Pensions and self-employment
This page looks briefly at some of the main types of pension that you may be able to have. If you want more information on any of them, we suggest you go to our tax basics section.
Pensions for the self-employed
Pensions often attract attention in the media, because generally people do not save up enough for later in life.
Employers are now obliged to have a minimum level pension scheme in place for workers aged 22 and over who earn more than £10,000 per year under the auto-enrolment rules.
‘Worker’ is a legal term rather than a tax term. Workers are generally employees, but sometimes you can be self-employed for tax purposes but still be classed as a worker for employment law purposes. You can read more about this on the page Am I employed, self employed, both or neither?.
Some information about what is meant by being a ‘worker’ for this purpose can also be found on GOV.UK.
Therefore in some circumstances you could be a worker for employment law purposes, which includes auto-enrolment, but be self-employed for tax purposes.
As there is no auto-enrolment requirement for the self-employed who are not workers, you may well choose to make provision for yourself.
Growth on your pension savings is generally free of tax. When pensions are paid out to you they are taxable, but you should be able to take some part of the pension as a tax-free lump sum.
We cannot advise you as to which type of scheme might be best for you, nor whether or not you should pay into a particular pension.
We recommend that you get some financial advice, for example from an independent financial adviser (IFA).
What are the different types of pension scheme?
What is the state pension?
The government pays the state pension as a regular payment to eligible people who have reached state pension age. You can work out when you will reach state pension age by using the calculator on GOV.UK.
If you reach state pension age on or after 6 April 2016, you will fall under the flat rate state pension, known as the new state pension.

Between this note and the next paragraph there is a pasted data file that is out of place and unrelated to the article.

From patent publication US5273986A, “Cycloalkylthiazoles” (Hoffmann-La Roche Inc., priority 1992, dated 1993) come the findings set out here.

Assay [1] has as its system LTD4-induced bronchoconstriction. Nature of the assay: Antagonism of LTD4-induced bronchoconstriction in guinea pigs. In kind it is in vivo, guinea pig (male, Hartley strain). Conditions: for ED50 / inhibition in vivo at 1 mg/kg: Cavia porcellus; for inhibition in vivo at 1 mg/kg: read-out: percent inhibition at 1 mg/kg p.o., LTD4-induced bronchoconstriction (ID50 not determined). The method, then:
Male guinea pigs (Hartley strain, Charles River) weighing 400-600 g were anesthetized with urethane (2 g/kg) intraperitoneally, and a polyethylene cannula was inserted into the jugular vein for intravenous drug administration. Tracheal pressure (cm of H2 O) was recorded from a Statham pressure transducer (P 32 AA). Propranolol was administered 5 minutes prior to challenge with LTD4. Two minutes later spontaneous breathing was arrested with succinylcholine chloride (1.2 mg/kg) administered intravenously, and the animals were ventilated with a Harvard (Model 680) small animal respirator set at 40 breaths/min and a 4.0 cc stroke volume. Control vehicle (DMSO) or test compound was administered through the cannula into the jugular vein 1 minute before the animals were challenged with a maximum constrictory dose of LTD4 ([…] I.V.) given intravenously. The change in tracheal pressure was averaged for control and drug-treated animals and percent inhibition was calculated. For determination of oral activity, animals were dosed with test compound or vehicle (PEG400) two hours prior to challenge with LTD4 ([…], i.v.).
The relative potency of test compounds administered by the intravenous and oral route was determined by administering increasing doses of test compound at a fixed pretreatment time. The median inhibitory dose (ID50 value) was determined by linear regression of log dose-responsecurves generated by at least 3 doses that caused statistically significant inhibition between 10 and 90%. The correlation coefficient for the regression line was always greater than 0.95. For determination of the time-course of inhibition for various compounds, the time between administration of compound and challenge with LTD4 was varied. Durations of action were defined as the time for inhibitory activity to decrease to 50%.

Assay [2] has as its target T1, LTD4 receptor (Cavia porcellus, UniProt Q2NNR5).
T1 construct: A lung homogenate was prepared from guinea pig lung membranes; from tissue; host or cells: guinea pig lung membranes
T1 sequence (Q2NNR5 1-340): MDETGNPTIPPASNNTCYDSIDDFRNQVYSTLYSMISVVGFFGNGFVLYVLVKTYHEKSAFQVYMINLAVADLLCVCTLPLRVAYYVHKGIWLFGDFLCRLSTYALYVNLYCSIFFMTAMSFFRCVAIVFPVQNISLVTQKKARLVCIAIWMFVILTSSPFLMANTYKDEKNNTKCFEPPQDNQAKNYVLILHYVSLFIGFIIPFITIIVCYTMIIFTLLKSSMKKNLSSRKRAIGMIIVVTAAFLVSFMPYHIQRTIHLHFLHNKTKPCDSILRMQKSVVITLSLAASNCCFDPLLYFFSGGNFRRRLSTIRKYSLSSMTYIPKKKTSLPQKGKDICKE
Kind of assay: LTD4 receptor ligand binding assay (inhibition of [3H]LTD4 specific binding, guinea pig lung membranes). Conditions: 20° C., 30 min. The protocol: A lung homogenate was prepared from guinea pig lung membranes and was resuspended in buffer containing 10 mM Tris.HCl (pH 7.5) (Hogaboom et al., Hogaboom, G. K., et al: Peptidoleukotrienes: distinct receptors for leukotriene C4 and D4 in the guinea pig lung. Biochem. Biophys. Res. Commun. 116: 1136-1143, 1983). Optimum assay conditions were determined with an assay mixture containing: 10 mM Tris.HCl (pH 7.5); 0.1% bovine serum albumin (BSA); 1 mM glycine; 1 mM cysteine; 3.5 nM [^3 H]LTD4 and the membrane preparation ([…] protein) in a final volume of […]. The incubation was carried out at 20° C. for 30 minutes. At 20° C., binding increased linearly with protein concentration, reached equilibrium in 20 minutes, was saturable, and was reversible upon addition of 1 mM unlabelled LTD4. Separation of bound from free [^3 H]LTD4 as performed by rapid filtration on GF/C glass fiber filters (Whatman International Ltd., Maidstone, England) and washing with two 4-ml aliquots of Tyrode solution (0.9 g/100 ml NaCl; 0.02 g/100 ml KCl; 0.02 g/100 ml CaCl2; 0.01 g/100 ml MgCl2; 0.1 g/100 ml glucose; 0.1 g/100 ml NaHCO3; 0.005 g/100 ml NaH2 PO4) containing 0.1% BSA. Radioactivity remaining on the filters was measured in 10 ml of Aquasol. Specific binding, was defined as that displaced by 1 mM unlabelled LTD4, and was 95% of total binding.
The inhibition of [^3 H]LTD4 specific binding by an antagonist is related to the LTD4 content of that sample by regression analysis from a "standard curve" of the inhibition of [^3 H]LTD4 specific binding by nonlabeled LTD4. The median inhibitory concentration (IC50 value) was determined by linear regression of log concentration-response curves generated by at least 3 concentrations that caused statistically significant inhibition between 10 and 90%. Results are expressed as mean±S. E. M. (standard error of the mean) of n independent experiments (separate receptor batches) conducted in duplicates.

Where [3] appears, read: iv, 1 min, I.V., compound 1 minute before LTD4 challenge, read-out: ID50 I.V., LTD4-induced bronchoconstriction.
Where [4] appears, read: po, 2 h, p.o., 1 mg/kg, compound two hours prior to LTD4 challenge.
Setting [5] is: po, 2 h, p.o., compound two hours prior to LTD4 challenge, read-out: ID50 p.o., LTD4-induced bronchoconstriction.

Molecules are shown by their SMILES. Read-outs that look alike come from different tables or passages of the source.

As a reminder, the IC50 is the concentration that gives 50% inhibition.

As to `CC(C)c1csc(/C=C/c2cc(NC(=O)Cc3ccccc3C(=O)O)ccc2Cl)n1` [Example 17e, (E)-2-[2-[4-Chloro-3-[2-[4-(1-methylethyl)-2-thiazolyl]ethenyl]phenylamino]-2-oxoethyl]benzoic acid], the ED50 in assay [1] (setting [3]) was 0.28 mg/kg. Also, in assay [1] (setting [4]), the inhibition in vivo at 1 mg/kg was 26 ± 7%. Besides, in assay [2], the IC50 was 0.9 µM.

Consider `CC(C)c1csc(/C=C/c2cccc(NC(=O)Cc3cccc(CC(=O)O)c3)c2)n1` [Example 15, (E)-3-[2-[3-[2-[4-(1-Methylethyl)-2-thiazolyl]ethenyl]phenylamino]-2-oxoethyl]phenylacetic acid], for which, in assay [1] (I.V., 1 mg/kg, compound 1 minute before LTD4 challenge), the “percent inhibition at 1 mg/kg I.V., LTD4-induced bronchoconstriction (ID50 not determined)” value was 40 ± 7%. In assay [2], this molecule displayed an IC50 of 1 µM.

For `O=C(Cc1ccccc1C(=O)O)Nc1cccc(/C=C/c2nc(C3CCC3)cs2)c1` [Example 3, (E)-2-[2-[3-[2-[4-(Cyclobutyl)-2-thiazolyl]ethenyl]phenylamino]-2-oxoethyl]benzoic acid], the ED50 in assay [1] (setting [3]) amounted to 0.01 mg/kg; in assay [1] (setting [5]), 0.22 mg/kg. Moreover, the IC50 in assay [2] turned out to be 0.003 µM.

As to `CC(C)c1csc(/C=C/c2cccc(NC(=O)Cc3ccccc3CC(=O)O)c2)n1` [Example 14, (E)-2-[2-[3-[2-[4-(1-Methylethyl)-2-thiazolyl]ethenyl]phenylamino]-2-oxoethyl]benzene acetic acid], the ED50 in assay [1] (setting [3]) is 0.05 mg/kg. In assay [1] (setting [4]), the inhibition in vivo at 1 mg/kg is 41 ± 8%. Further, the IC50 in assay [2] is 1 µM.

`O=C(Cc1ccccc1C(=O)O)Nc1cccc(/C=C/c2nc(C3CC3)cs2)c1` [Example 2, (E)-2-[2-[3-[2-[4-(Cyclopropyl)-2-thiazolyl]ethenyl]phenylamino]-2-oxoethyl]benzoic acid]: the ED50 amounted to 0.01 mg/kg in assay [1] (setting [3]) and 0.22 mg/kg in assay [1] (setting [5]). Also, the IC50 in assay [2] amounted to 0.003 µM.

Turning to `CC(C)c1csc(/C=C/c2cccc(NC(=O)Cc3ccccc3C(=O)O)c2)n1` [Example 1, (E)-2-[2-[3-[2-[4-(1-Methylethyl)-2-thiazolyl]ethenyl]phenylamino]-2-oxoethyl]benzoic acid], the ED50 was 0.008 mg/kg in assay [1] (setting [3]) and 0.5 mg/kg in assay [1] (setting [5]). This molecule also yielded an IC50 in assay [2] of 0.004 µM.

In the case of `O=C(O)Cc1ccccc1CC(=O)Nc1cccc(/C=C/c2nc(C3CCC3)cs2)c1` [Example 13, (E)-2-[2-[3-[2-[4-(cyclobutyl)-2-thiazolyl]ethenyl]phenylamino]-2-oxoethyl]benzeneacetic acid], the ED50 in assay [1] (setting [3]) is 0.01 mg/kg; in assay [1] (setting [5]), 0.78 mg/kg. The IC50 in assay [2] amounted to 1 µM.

If you are self-employed, paying Class 2 National Insurance contributions (NIC) helps you to qualify to receive the state pension.
There is more information about the state pension in our tax basics section.
What are stakeholder and personal pensions?
A personal pension plan is a way of saving regularly for your retirement. You can set one up yourself and invest in it personally. The funds in the scheme are invested to pay your pension when you retire. You can get a personal pension or stakeholder pension (which is a specific kind of personal pension) from financial services companies such as insurance companies, bank and building societies (known as 'providers').
Depending on the type of investment there may also be some charges you will have to pay to the pension provider out of the amount you pay in.
There is more information about stakeholder and personal pensions in our tax basics section.
What are retirement annuity schemes?
If you took out a pension policy before 1 July 1988 this would have been called a retirement annuity policy.
There is more information about retirement annuity schemes in our tax basics section.
What are the rules for paying into pensions?
Providing your pension scheme provider agrees, there is no limit on the amount you can put into your pension although the tax relief you can get may be limited.
You can also save in more than one pension scheme at the same time, for example in two different personal pension schemes; or if you are self-employed and also employed you can save in your personal pension scheme as well as in your employer's occupational or group personal pension scheme.
For more information on the rules for pension contributions, including tax relief and the annual and lifetime allowances, go to the tax basics section.
What tax relief can I get on payments?
If you are under the age of 75, you can get tax relief on contributions of up to 100% of your UK earnings if you are a UK taxpayer, subject to the 'annual allowance' (see below).
Most pension payments receive tax relief at source, such as those into personal pension schemes outlined above.
If you do not get tax relief at source when making the payments, you must claim it through your Self Assessment tax return or by making a claim to HMRC by telephone or letter. You can find contact details for HMRC on GOV.UK.
For more information on tax relief on pension contributions go to the tax basics section.
What is the maximum amount I can pay into my pension in any tax year?
For information on the annual and lifetime allowances, go to the tax basics section.
When can I take my private pension?
Generally, the earliest you can take your personal pension is at age 55.
More information on the rules for taking pensions is given in our pensioners section.
Where can I find more information?
See our tax basics section for a list of more sources of information.